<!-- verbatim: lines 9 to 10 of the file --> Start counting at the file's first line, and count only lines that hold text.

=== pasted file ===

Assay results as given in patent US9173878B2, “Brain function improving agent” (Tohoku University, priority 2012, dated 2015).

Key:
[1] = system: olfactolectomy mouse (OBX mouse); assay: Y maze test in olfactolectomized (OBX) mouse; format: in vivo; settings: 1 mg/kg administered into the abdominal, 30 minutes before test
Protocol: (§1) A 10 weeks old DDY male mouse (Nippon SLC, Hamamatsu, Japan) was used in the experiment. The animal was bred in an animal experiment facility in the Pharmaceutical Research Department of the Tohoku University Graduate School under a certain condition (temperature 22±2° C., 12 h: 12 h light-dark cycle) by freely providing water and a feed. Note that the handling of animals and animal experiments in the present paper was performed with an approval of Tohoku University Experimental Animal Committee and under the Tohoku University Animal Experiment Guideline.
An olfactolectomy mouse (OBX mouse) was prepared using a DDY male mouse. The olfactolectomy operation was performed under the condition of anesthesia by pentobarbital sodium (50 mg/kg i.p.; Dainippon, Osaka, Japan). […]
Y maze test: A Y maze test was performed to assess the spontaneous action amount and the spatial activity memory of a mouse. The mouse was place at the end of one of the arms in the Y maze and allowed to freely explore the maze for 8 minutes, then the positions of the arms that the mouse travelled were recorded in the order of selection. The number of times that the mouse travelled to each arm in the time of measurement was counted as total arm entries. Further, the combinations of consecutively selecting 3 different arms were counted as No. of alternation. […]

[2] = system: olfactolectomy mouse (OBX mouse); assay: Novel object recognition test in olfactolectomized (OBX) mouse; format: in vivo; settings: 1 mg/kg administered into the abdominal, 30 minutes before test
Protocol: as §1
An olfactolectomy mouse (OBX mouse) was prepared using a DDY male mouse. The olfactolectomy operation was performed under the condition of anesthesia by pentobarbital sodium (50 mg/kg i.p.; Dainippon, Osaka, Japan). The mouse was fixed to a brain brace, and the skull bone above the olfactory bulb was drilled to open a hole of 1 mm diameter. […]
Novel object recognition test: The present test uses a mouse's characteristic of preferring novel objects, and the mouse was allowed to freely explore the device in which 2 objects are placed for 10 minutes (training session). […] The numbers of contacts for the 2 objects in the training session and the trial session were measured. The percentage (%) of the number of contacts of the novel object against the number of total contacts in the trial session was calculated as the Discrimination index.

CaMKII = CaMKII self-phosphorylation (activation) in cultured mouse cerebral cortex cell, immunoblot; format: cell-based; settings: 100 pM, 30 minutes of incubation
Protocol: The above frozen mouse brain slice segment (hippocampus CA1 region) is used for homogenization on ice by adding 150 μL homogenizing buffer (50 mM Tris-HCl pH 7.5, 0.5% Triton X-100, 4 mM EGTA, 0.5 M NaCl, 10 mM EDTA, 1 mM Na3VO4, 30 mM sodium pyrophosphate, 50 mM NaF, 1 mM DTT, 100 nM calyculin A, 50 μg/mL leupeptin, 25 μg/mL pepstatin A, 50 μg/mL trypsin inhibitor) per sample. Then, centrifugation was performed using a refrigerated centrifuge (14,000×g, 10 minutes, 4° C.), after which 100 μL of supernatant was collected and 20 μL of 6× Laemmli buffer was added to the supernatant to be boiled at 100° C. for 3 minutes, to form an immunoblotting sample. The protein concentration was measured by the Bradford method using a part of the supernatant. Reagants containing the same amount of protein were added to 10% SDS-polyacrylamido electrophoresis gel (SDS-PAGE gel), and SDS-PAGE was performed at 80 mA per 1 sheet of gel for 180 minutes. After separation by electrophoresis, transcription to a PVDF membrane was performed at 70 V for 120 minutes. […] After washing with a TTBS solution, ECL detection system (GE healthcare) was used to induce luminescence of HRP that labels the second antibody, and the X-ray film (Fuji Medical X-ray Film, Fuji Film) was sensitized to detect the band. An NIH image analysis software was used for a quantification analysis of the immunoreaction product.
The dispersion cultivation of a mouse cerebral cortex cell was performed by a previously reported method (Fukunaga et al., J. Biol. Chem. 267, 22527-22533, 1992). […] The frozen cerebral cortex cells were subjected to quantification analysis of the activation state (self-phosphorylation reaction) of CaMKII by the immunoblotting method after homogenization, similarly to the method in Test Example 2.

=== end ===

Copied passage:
An olfactolectomy mouse (OBX mouse) was prepared using a DDY male mouse. The olfactolectomy operation was performed under the condition of anesthesia by pentobarbital sodium (50 mg/kg i.p.; Dainippon, Osaka, Japan). The mouse was fixed to a brain brace, and the skull bone above the olfactory bulb was drilled to open a hole of 1 mm diameter. […]
Novel object recognition test: The present test uses a mouse's characteristic of preferring novel objects, and the mouse was allowed to freely explore the device in which 2 objects are placed for 10 minutes (training session). […] The numbers of contacts for the 2 objects in the training session and the trial session were measured. The percentage (%) of the number of contacts of the novel object against the number of total contacts in the trial session was calculated as the Discrimination index.